• launched new community-directed projects to create the Bradley Green Alley and renovate the David M. Gonzalez Park in Pacoima, transform Westlake/MacArthur Park, create the Merced Avenue Greenway in the San Gabriel Valley, and make Salazar Park in East LA cleaner, greener, and responsive to residents’ needs and values;
  • created tools to help community members participate and make decisions that affect their lives;
  • sought and received more water-focused grants from private, public, and nonprofit sectors; and
  • improved how county officials work with communities to site and design projects.

    Residents' Recommendations for Salazar Park from Pacoima Beautiful and Council for Watershed Health

    Residents’ Salazar Park recommendations, Pacoima Beautiful and Council for Watershed Health

Reflecting back on the team synergy, Pacoima Beautiful observed, “when we came together, that was really powerful. It’s also good to show funders how one organization doesn’t have all the answers, but when you bring groups together, there’s power in that.”

Projects are Marathons

Even with the tightest plans, projects to create new public space, improve health and water quality, and clean up polluted streets take more time than anyone wants.

Our partners share that navigating the red tape of large bureaucracies gets a little easier once you identify the right people at the right agencies – and then make those relationships strong and lasting. It comes down to things like figuring out will pick up the phone when you call with a question or who is going to advocate to City Council for what a community says it wants.

Still, delays and lagging timelines are inevitable with any design and construction project. As one partner noted, “before the project has even broken ground, our youth group is gone, and they are in college now!”

Each delay runs the risk of losing community support, and so developing an aggressive, proactive communications and engagement plan is critical to keeping people involved month to month, year to year.

Getting feedback and buy-in from residents takes time and expense – but there’s no better way to make cities equitable, healthy, and safe than lifting the voices and input of the people who live there.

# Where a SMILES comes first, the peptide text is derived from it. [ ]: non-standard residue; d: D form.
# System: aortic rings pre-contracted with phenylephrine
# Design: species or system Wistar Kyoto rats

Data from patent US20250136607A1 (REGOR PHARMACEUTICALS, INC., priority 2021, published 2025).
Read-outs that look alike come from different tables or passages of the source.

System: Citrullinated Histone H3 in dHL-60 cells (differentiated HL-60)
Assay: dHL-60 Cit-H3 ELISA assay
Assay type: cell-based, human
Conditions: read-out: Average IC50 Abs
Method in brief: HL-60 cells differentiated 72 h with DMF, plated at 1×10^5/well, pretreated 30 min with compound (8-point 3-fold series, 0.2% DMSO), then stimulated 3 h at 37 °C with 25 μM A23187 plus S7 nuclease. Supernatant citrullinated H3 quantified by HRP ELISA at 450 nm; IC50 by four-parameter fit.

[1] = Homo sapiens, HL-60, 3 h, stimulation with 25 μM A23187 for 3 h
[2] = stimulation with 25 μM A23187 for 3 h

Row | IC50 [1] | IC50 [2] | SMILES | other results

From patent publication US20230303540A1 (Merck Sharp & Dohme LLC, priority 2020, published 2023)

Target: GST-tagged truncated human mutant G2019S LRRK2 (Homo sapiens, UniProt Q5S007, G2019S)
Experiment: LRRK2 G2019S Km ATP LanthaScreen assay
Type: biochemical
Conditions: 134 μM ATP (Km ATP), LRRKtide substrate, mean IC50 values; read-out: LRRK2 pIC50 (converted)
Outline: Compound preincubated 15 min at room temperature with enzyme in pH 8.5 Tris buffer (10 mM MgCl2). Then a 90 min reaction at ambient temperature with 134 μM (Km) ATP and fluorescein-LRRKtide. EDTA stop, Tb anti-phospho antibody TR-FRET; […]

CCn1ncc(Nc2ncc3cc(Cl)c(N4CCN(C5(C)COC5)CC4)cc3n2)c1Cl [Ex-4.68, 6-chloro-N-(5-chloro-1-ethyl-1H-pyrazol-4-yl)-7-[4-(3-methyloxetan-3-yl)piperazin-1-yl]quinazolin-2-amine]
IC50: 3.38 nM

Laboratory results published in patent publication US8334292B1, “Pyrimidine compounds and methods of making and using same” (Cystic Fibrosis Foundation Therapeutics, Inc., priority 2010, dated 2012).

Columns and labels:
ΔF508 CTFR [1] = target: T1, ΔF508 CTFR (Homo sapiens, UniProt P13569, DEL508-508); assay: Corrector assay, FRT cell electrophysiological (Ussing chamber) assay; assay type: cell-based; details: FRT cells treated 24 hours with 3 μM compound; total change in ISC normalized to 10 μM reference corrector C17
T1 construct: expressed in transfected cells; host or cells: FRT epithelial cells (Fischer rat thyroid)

Community Voices Can Make Bureaucracy More Democratic

For the first time ever, LA Public Works is seeking proposals from community-based organizations to join its procurement ‘bench’ to get paid to work on county water, infrastructure, and parks projects, among other efforts.

For as long as anyone can remember, large firms and expensive consulting firms have ruled these contracts. This keeps public money from flowing back to local businesses and organizations and it keeps community members out of decision-making.

But our partners have been on the case. They’ve continued to share information with public agencies, including LA Public Works, on what is needed to build stormwater capture and public space projects in underserved communities. And at the same time, they’ve empowered community residents to participate in agency processes. Years of advocacy helped show the county that community-based organizations can and should have an official role in leading this work.

To most, LA Public Works’ request for proposals probably sounds pretty wonky, but bureaucracy is nothing if not a wonky enterprise. Changes to public sector processes like this are instrumental to making decision-making more democratic.

Community-led work requires getting as many people as you can into the work. Today, we celebrate the achievements of this work as we look forward to a new chapter that gives more residents a platform to make decisions for their communities and build clean, safe, and healthy spaces for their families and neighbors.